Like most IT directors, Jeffrey Shuron has a limited budget and staff to work with. In fact, he is the “staff.” So when a series of servers purchased nearly a decade ago to show their age started to wear down for Sports Physical Therapy of New York (Sports PT), a healthcare provider with 24 locations, Shuron scrambled to better understand how virtualization and server consolidation could help.
The problem: aging technology
Sports PT’s aging technology platform had become a liability, which meant longer server refresh cycles, fewer new technology deployments and a myriad of other issues. Not an uncommon problem, but still very much one that needed to be addressed.
“I had one crash and spent between 24 and 30 hours rebuilding it,” said Shuron. It was this event that led him to re-evaluate the availability of email, databases, user information and other business workloads within his organization.
The process: understanding virtualization
Shuron set out to gain a better understanding of virtualization and server consolidation, along with the potential benefits. He invested over a year of his valuable time in experimenting with Virtual Iron Software, Microsoft Hyper-V and VMware server virtualization software.
Eventually, VMware was ultimately selected as Sports PT’s preferred virtualization software because of its perceived maturity and rich feature set, including vMotion with high availability. Shuron also thoroughly evaluated the performance and behavior aspects of the principal applications that would become VMs.
Just three Dell PowerEdge servers were needed to account for the computing headroom needs, and also to accommodate for multiple VMs on each physical host. After waiting for a server refresh cycle, Shuron tried multiple methods to migrate the physical workloads to the VMs.
The first method was live migration. Live migration occurs when the workload can be virtualized without disruption.
The second method used was cold cloning. Unfortunately, cold cloning can cause both the server and/or the application to be unavailable for hours. In this scenario, a server is taken out of service while the software is loaded before the workload is transferred from the physical to a virtual host.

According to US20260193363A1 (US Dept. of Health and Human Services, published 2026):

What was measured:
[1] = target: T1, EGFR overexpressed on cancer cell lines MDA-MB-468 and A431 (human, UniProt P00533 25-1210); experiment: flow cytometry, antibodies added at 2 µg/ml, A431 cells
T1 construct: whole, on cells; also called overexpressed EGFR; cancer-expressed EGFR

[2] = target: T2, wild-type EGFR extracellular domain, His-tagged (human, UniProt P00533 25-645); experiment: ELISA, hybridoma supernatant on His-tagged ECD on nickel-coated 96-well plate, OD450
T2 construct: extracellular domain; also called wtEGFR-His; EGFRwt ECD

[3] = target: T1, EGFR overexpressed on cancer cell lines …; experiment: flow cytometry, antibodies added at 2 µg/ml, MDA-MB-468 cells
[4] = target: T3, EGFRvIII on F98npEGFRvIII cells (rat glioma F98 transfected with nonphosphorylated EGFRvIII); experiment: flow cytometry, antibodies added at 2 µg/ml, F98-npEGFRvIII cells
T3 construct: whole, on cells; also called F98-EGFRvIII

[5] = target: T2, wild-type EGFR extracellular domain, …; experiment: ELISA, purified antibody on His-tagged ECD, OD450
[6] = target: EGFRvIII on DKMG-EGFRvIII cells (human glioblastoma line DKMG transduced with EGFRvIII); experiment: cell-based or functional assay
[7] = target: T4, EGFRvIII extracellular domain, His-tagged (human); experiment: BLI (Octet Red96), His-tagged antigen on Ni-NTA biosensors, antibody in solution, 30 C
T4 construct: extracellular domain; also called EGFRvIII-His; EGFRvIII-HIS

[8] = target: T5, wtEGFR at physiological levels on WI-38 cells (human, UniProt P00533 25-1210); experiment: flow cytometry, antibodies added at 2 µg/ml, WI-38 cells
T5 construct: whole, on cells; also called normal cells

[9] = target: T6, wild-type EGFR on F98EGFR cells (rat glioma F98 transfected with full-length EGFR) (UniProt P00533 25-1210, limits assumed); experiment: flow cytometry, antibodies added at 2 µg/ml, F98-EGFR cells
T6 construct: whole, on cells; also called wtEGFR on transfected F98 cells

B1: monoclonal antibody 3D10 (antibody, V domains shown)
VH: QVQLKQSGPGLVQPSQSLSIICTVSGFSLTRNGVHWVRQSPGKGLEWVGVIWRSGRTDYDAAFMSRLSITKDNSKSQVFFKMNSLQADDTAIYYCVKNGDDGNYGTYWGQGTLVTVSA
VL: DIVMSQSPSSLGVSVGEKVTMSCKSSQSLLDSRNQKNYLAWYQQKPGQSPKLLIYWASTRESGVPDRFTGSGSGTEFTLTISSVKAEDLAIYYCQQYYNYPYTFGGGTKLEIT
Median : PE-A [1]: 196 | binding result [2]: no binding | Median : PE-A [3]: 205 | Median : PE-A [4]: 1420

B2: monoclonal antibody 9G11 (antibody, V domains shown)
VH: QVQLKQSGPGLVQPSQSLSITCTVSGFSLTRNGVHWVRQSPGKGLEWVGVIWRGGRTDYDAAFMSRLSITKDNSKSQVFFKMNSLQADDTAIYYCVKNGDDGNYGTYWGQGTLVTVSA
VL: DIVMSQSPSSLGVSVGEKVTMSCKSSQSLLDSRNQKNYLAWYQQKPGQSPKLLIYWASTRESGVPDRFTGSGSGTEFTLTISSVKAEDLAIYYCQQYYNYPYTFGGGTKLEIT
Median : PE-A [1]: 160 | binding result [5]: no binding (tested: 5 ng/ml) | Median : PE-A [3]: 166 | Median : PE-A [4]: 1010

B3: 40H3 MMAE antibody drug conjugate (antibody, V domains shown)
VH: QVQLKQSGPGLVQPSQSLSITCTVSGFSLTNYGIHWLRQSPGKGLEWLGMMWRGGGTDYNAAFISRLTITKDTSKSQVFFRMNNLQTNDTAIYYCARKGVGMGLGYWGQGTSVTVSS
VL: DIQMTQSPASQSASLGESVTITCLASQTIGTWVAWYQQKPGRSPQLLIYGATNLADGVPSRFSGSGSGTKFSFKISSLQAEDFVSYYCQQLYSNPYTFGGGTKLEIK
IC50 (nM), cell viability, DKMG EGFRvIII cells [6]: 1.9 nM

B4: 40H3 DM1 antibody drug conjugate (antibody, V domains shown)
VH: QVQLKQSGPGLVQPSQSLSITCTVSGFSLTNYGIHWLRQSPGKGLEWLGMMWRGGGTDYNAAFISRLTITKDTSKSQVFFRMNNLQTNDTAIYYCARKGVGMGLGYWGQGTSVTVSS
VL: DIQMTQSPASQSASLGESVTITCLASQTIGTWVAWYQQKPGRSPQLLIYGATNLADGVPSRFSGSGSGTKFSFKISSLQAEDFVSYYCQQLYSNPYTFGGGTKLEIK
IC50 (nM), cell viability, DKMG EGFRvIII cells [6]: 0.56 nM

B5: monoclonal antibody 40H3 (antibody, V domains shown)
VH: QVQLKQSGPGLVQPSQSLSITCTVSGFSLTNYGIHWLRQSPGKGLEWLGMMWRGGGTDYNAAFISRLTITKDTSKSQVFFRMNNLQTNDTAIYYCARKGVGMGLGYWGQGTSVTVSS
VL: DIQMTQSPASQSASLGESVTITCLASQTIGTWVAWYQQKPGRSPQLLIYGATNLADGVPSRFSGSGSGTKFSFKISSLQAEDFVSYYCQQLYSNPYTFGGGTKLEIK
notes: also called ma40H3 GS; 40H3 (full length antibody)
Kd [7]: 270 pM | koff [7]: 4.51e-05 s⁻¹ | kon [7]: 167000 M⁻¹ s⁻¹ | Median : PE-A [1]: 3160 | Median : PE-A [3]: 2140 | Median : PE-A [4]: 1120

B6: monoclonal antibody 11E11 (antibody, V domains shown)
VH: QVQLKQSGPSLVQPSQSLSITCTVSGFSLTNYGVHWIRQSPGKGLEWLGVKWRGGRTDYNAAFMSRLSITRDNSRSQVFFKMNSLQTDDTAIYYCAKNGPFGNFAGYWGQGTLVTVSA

The live migration method handled the move for file, print services and data-related applications flawlessly. However, the SQL server experienced issues after the migration.
“[With] live migration, after a day or two, the virtual instance would fail so I’d have to revert back to the physical server. I ended up doing a cold migration, and that went off without a hitch,” Shuron said.
Due to SQL issues, Shuron also decided to cold clone both the email and Active Directory servers from the onset. The Dell PowerEdge servers eventual hosted 12 VMs. The migration process, including configuration changes for all VMs, took about 36 total hours to complete.
To support the network demands of the 12 VMs hosted on the new Dell servers, Sports PT purchased a new switch — and also connected each of the servers to a Dell storage area network (SAN), which eliminated local storage needs.
“We use [the Dell SAN] for snapshots,” Shuron said. “And with high availability, it doesn’t matter what physical host fails. All the information is on the SAN.”
Sports PT is looking to eventually expand the role of virtualization beyond server virtualization software, and Shuron is currently piloting a 10-desktop virtualization program. His goal is to centralize the desktops used in each of Sports PT’s locations.
Jeffrey Shuron is essentially a one-man IT department with a small budget. “If I can do it, with a little work, anyone can do it,” he said.
The takeaway: Virtualization can benefit businesses of all sizes
Virtualization, once better suited for large, well-equipped organizations, is now a practical and understandable technology that can be leveraged by organizations of all sizes.
Learn about some upcoming virtualization trends here at Tech Page One, and let us know if you have your own success stories!Tags: Technology,Virtualization